Google Blogoscoped

Forum

No Google Chrome in Cuba, Syria, North Korea and Other Countries  (View post)

Opaquit [PersonRank 1]

Tuesday, October 14, 2008
11 years ago5,141 views

I wonder how they actually detect North Korean IP addresses. Besides the fact that there is no Internet access available to the citizens, all Internet connectivity in the country comes from China.

Peter [PersonRank 0]

11 years ago #

"the internet knows no borders" ... brave new world!

David [PersonRank 0]

11 years ago #

For Cuba, I was the fisrt to do a report of the fact. In french but directly and live from Cuba the day the download was available:
boxsociety.com/2008/09/02/goog ...

Andy Wong [PersonRank 10]

11 years ago #

Even free stuffs and open source stuffs are subject to such US regulation?
Amazing?

Brian [PersonRank 0]

11 years ago #

The US restricts the export of any technology involving cryptography no matter the cost or license.

Fred [PersonRank 0]

11 years ago #

Wow, what a surprising story, you mean Google needs to obey US laws? Seriously: When there's an export embargo against a country, you can't just ignore it because you are a software company, so this comes to no surprise.

abeen [PersonRank 1]

11 years ago #

Thanks to Google, the chrome was available in Nepal. abeen0.blogspot.com/2008/09/google-chrome-nepal.

[URL didn't work, unlinked.]

Mysterius [PersonRank 10]

11 years ago #

[put at-character here]Andy Wong: I'm not sure. Is it just Chrome, or Chromium too? And if it includes Chromium, perhaps it would only be illegal for US citizens or other entities that fall under US jurisdiction to export.

Arvi [PersonRank 1]

11 years ago #

So if they Blocked the access to Cuban,Korean,Syrian and others,
does it really reflects the concept of Open Source...i wonder why they do this...

chi [PersonRank 0]

11 years ago #

I'm do work for a fortune 500 company and data and export controls are very serious. We even have positions for just that very job. Definitely don't want to piss off the government. They are just discouraged from downloading it via the traditional means. Because of various firewalls and install problems, there are complete downloads that these guys can install all over the web.

[siganture removed]

Philipp Lenssen [PersonRank 10]

11 years ago #

> Wow, what a surprising story, you mean Google
> needs to obey US laws? Seriously: When there's
> an export embargo against a country, you can't just
> ignore it because you are a software company, so this
> comes to no surprise.

Fred, not everyone's an expert on US laws like you may be, so when laws affect Google it may be of interest to some of us to learn something in relation to Google – just as it's of interest, IMO, to point out that the government may secretly* poll Google for information as part of the so-called "Patriot Act" and Google's privacy policies make it explicit by stating they may hand out data if required by laws. But here's a question for you: inhowfar do the export regulations cover web apps? (Google search, Google Docs, Blogger, etc.)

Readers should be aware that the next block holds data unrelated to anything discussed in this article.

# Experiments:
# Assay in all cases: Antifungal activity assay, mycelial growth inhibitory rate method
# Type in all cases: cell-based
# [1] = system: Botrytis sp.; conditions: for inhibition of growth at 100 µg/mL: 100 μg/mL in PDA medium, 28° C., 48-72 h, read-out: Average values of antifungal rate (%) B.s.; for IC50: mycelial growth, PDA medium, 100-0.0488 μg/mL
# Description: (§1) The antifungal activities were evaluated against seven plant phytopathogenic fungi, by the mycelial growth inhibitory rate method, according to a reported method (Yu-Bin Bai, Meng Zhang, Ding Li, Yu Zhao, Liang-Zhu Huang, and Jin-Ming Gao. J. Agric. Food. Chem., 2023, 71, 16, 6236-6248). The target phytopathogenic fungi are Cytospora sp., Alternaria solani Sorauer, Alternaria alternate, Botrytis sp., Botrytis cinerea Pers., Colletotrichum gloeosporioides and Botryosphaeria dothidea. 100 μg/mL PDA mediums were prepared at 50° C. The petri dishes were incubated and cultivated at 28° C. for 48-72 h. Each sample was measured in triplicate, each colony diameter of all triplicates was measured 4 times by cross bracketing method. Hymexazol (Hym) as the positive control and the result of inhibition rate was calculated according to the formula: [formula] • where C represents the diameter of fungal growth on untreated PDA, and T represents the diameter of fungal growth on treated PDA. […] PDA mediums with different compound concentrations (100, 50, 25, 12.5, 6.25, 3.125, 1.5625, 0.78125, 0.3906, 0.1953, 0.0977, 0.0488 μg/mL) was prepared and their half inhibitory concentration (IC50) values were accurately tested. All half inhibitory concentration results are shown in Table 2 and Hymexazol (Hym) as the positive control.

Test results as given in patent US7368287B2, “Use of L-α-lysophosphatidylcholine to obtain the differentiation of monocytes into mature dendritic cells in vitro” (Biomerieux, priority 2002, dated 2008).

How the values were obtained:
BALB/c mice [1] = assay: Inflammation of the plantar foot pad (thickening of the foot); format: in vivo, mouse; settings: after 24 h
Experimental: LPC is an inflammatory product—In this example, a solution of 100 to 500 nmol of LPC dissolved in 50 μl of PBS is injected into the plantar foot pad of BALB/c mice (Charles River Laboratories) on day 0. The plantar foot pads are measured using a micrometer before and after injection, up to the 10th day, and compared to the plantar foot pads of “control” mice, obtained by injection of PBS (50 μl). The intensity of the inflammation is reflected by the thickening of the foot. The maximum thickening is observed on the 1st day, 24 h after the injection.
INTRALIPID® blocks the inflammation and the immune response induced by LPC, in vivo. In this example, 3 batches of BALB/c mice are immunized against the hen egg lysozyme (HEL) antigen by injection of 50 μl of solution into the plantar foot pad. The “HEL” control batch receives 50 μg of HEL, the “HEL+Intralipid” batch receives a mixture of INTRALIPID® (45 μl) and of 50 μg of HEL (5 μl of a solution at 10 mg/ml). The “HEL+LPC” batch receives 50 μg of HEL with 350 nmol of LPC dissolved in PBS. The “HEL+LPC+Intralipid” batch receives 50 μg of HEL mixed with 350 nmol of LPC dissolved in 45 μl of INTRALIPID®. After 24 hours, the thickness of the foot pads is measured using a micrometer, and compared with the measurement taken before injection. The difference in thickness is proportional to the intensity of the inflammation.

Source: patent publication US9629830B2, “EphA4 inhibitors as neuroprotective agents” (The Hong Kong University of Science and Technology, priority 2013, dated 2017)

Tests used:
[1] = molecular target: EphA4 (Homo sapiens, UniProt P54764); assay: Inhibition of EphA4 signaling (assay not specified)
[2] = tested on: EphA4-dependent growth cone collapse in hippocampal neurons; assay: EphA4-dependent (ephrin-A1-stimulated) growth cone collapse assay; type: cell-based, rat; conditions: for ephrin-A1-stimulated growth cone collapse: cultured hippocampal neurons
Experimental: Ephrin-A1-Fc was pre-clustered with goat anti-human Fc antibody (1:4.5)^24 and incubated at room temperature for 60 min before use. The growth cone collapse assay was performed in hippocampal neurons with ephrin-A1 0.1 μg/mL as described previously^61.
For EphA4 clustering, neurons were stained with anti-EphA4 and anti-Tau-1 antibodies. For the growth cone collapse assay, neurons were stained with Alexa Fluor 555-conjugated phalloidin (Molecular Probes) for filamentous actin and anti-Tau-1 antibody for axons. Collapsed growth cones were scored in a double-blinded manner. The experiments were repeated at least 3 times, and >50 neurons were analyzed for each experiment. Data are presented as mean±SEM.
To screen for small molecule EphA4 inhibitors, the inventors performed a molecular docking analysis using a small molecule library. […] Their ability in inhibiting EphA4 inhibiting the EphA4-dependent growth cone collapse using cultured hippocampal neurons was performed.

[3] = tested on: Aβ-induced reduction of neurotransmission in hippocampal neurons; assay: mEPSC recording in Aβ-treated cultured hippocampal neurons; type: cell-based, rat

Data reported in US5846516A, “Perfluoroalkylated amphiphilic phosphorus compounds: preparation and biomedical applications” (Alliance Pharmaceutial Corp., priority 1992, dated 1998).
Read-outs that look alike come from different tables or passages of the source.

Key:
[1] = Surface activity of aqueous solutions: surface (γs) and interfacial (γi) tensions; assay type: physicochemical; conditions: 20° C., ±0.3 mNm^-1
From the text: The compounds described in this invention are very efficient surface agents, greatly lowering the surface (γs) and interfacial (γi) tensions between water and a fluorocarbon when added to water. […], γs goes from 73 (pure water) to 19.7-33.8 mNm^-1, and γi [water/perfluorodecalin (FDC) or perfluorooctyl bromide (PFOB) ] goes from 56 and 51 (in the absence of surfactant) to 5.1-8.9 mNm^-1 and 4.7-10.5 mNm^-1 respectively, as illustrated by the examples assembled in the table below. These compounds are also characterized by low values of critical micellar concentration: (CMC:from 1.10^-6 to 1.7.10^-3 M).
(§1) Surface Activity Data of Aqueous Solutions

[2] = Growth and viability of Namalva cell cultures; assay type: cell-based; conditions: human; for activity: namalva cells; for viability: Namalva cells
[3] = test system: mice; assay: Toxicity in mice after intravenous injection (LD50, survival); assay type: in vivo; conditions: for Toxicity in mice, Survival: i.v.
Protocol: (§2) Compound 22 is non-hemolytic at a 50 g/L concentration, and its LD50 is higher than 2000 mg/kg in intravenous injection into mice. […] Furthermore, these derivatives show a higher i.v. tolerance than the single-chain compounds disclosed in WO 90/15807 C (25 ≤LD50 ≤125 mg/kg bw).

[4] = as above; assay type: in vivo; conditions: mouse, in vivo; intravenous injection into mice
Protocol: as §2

*As in, Google may not even be allowed to tell they've been polled.

Ali From Iran [PersonRank 0]

11 years ago #

not only Chrom also Google toolbar and all other software from Google restricted by Google to this country.

its more than a week that Im looking for "Google Gear" around the web and cant download it :(

Shame on google.

Roger Browne [PersonRank 10]

11 years ago #

We had to look into this when setting up Uclue, which has servers in the US.

Basically, informational services are not affected, so you can provide search engine services to Cubans, North Koreans, etc, and you can let people from those countries browse your websites. Google, of course, even provides "Google Cuba" at google.com.cu/

Beyond that, it's a minefield involving thousands of pages of complicated rules and regulations. There are some specific exemptions (such as sending medicines to Cuba), but even they involve enormous amounts of paperwork, delays and approvals. Software certainly counts as a "product" from the point of view of export controls.

In the end we could not find a way to do business with people from those countries while complying with the requirements, so Uclue refuses account registrations from Cuba, Sudan, North Korea etc. It hurts me that this is the case, because it's natural human behaviour to want to spread knowledge, but hey I didn't write the laws.

chi [PersonRank 0]

11 years ago #

Personally, I think these politics are silly like how the United States didn't participate in the Moscow Olympics in the 1980's. But this is not Google's fault. There are very very stiff penalties for violating export control laws and Google is just abiding by those laws to avoid huge financial and criminal violations. Explanation here:

surfchrome.com/index.php/home/ ...

qsefsdg [PersonRank 0]

11 years ago #

Google gears not google gear lol.

This thread is locked as it's old... but you can create a new thread in the forum. 

Forum home

Advertisement

 
Blog  |  Forum     more >> Archive | Feed | Google's blogs | About
Advertisement

 

This site unofficially covers Google™ and more with some rights reserved. Join our forum!